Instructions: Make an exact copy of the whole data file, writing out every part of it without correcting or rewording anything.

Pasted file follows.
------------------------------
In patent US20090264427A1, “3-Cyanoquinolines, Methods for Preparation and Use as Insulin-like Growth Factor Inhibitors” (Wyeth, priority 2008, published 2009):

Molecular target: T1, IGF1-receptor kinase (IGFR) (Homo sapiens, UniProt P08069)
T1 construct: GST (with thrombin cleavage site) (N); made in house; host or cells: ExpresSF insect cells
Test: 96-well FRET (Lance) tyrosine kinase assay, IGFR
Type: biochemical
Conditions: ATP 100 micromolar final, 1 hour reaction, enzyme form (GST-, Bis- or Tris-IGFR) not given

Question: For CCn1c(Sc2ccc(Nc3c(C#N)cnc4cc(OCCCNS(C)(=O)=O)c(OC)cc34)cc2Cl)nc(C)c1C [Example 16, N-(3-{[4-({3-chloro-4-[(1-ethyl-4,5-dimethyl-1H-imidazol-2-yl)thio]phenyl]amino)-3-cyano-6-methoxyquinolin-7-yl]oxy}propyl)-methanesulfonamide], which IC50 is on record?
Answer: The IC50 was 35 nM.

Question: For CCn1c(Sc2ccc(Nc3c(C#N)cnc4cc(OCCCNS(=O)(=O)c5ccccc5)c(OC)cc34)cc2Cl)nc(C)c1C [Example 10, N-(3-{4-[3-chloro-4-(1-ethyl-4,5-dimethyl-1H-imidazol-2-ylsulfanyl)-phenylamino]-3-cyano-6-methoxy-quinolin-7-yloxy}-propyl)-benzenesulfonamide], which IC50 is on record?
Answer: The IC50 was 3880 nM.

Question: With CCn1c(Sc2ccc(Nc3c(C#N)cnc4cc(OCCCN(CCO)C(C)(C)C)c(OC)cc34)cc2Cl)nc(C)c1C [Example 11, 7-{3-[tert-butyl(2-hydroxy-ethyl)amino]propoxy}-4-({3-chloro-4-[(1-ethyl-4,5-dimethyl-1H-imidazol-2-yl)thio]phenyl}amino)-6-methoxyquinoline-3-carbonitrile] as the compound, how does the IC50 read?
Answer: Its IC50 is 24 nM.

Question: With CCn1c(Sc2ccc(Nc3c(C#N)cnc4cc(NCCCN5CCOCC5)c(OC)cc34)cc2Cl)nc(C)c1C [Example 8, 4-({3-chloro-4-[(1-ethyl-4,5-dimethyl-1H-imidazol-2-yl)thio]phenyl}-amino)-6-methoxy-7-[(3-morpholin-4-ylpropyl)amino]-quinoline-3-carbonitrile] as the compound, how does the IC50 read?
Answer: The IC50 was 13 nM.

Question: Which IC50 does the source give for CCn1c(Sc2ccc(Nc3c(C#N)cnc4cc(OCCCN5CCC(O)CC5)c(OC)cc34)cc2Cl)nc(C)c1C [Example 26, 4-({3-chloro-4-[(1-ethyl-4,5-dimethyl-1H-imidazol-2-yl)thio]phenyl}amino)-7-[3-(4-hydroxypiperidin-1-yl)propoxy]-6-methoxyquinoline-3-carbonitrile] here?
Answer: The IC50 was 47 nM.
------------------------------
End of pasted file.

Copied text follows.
In patent US20090264427A1, “3-Cyanoquinolines, Methods for Preparation and Use as Insulin-like Growth Factor Inhibitors” (Wyeth, priority 2008, published 2009):

Molecular target: T1, IGF1-receptor kinase (IGFR) (Homo sapiens, UniProt P08069)
T1 construct: GST (with thrombin cleavage site) (N); made in house; host or cells: ExpresSF insect cells
Test: 96-well FRET (Lance) tyrosine kinase assay, IGFR
Type: biochemical
Conditions: ATP 100 micromolar final, 1 hour reaction, enzyme form (GST-, Bis- or Tris-IGFR) not given

Question: For CCn1c(Sc2ccc(Nc3c(C#N)cnc4cc(OCCCNS(C)(=O)=O)c(OC)cc34)cc2Cl)nc(C)c1C [Example 16, N-(3-{[4-({3-chloro-4-[(1-ethyl-4,5-dimethyl-1H-imidazol-2-yl)thio]phenyl]amino)-3-cyano-6-methoxyquinolin-7-yl]oxy}propyl)-methanesulfonamide], which IC50 is on record?
Answer: The IC50 was 35 nM.

Question: For CCn1c(Sc2ccc(Nc3c(C#N)cnc4cc(OCCCNS(=O)(=O)c5ccccc5)c(OC)cc34)cc2Cl)nc(C)c1C [Example 10, N-(3-{4-[3-chloro-4-(1-ethyl-4,5-dimethyl-1H-imidazol-2-ylsulfanyl)-phenylamino]-3-cyano-6-methoxy-quinolin-7-yloxy}-propyl)-benzenesulfonamide], which IC50 is on record?
Answer: The IC50 was 3880 nM.

Question: With CCn1c(Sc2ccc(Nc3c(C#N)cnc4cc(OCCCN(CCO)C(C)(C)C)c(OC)cc34)cc2Cl)nc(C)c1C [Example 11, 7-{3-[tert-butyl(2-hydroxy-ethyl)amino]propoxy}-4-({3-chloro-4-[(1-ethyl-4,5-dimethyl-1H-imidazol-2-yl)thio]phenyl}amino)-6-methoxyquinoline-3-carbonitrile] as the compound, how does the IC50 read?
Answer: Its IC50 is 24 nM.

Question: With CCn1c(Sc2ccc(Nc3c(C#N)cnc4cc(NCCCN5CCOCC5)c(OC)cc34)cc2Cl)nc(C)c1C [Example 8, 4-({3-chloro-4-[(1-ethyl-4,5-dimethyl-1H-imidazol-2-yl)thio]phenyl}-amino)-6-methoxy-7-[(3-morpholin-4-ylpropyl)amino]-quinoline-3-carbonitrile] as the compound, how does the IC50 read?
Answer: The IC50 was 13 nM.

Question: Which IC50 does the source give for CCn1c(Sc2ccc(Nc3c(C#N)cnc4cc(OCCCN5CCC(O)CC5)c(OC)cc34)cc2Cl)nc(C)c1C [Example 26, 4-({3-chloro-4-[(1-ethyl-4,5-dimethyl-1H-imidazol-2-yl)thio]phenyl}amino)-7-[3-(4-hydroxypiperidin-1-yl)propoxy]-6-methoxyquinoline-3-carbonitrile] here?
Answer: The IC50 was 47 nM.